Saturday, January 9, 2010

Fishing Tale

When I was young I spent time at the gas station, either getting treats  when I was under 11 and working when older than 11.  Farmers and ranchers would spend some of their down time in the office sharing stories and discussing affairs that were important to them.  I had the chance to hear some of the men relate how they killed a bull elk, caught a mess of fish, or killed a bear that had been killing their cattle.  My father shared some of his stories about WWII and his exploits in the wild.  I miss that old place and the venue to tell about my ventures in the wild.

As the youngest of 3 brothers I was not as active as my oldest in hunting and fishing with my dad as my oldest brother was.  I do remember a few times that my father took me with him to go fishing.  Duck lake, up above Cubres Pass, was on such location where my father took me.  We had a great day and he demonstrated how to deliver a fly to the water in a way that did not make great ripples in the water and fooled to fish to believe a bug had landed on the water.  I caught one fish while my father caught his limit.  It was a start.

I had my own boys that needed a taste of the outdoors.  My three oldest sons were Boy Scouts and we were working on the fishing merit badge.  There is a small lake at the intersection of Bowles and Wadsworth, Johnson Lake, that was there before the metropolis closed in on it's shores.  We went fishing there with my boys using grasshoppers.  We caught some crappie and perch.  Brian, my third son, caught a duck.  His grasshopper was floating on the water and the duck swallowed it.  That was dramatic for him.  We cut the line and let the duck go, but that was a first for me.

I worked at Martin Marietta, south of Denver, by the mouth of Waterton Canyon and the South Platte River.  I rode my bicycle and ran on the road that paralleled the river.  One day I was looking in the river as I went along and saw a fish floating upside down by the bank.  I grabbed the fish wth the intent of throwing it out on the shore to let the critters eat it, but i began to struggle.  It was still alive, for a little while.  I took the fish back to work with me (I ran during the noon hour) to show my coworkers the 24-1/2" fish that weighed just over 6 poounds.  Some days later I was on my bicycle and noticed a fish that looked much the same as the previous keeping pace with the current in a hole.  I took a rock with the intent of scaring it and threw it at the fish.  It hit the fish in the head and stunned it.  The fish rolled over and rose to the top of the water.  I jumped in with both feet into the frigid water (it was early in the year, maybe February) and grabbed the fish.  It was the same size as the previous.  That year the boys and I caught so many fish that they refused to eat any more fish.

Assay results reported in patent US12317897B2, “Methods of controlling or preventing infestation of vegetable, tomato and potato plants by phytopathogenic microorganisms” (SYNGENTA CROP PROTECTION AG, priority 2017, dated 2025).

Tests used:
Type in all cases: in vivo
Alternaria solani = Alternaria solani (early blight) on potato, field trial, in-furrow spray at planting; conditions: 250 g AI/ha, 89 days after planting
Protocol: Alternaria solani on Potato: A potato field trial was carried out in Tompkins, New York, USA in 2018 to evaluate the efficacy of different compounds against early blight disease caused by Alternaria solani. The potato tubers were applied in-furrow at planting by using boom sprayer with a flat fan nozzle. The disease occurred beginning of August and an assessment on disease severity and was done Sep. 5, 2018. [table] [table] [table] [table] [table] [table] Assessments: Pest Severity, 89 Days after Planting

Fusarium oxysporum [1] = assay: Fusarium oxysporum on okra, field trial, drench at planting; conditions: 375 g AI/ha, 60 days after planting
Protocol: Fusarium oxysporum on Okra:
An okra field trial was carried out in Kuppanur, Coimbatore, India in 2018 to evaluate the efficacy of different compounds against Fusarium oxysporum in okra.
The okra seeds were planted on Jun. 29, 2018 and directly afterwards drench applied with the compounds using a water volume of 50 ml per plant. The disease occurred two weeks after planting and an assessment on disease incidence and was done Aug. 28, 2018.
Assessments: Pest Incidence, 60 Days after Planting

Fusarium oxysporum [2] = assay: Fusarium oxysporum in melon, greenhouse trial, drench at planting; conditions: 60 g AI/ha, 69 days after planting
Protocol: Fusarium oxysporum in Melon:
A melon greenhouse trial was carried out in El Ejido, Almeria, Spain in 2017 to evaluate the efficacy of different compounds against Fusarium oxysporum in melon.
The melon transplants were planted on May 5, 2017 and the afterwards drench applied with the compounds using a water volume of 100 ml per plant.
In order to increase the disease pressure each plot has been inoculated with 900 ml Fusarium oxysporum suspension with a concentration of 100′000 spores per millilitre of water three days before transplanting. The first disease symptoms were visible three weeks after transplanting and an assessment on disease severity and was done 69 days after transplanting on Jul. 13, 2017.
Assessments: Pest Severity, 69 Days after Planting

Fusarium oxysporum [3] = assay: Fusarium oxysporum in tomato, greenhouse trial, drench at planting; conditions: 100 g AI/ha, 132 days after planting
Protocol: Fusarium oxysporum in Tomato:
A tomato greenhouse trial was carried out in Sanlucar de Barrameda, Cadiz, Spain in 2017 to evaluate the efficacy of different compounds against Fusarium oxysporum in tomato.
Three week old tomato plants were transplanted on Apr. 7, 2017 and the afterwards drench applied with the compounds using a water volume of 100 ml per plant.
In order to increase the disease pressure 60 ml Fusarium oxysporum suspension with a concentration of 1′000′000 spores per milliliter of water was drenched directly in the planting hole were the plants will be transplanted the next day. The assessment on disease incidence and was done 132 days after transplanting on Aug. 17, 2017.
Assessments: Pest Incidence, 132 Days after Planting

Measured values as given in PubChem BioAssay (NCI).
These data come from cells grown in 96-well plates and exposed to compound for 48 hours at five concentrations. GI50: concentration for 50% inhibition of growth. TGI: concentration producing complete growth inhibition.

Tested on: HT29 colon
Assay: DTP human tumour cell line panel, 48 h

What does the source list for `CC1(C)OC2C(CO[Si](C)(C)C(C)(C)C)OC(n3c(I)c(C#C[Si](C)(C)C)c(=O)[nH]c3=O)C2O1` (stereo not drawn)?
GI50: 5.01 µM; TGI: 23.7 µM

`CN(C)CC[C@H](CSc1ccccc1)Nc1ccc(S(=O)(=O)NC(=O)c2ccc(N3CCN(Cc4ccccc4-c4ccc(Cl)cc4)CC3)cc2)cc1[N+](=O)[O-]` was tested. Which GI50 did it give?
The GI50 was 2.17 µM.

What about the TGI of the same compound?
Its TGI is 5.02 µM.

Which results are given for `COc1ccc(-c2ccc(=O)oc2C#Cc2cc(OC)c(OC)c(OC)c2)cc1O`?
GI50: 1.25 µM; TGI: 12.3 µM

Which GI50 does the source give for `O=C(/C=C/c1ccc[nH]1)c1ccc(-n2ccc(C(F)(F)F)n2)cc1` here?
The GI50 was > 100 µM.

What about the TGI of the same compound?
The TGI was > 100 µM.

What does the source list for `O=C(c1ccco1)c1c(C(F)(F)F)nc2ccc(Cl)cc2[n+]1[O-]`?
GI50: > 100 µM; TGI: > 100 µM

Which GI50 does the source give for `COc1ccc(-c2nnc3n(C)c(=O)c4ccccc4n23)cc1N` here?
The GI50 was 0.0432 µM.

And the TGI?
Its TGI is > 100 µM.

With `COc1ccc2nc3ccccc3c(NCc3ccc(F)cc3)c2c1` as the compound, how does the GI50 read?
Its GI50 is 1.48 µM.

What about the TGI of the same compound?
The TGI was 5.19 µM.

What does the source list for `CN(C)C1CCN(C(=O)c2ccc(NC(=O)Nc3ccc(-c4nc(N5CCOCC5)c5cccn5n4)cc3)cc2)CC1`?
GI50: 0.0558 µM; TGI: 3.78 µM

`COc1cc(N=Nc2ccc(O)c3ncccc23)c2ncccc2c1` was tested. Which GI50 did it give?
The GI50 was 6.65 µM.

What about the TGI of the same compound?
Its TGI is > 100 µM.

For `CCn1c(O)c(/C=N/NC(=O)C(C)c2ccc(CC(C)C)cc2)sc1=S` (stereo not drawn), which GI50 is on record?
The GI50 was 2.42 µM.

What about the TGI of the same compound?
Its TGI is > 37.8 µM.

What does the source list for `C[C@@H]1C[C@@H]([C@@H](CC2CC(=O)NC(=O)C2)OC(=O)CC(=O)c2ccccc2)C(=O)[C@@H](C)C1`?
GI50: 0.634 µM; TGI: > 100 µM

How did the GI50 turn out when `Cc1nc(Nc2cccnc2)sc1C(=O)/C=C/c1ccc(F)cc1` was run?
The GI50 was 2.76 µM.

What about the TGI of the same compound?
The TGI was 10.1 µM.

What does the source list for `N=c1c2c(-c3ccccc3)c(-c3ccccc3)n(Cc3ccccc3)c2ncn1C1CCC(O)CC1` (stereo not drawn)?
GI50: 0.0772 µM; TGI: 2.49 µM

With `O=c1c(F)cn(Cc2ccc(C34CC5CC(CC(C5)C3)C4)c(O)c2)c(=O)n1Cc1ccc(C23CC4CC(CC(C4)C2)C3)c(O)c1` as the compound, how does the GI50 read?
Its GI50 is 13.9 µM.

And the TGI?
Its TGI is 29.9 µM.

On Cumbres Pass by Trujillo Meadows there is a series of beaver dams and ponds.  There was a very large trout in one of the ponds.  He was elusive -- difficult to catch.  It happened!  My brothers and I caught Sampson.  It was an ordeal to get him onto the shore without breaking the line, so I jumped in the water and managed to grab him by the tail.  We wanted to take him home, but were to leave the next day and wanted him to stay fresh, so we devised a restraint for him.  We tied a cord to his tail and tied it a a big dumbbell shaped rock that we left on the shore.  We came back the next day and the rock was gone as was the fish.  We assumed someone or something had come and claimed him.  It was not until the next year we realized that Sampson had survived and was still in the beaver pond when we saw all the small fish with little dumbbell rocks tied their tails.


  1. I love stories that change with each telling. In my recounting of the "Sampson" story, there is a frying pan instead of a bumbell shaped rock.

  2. Oh it sounds just like one of those Vance Stories! I love the sharing.


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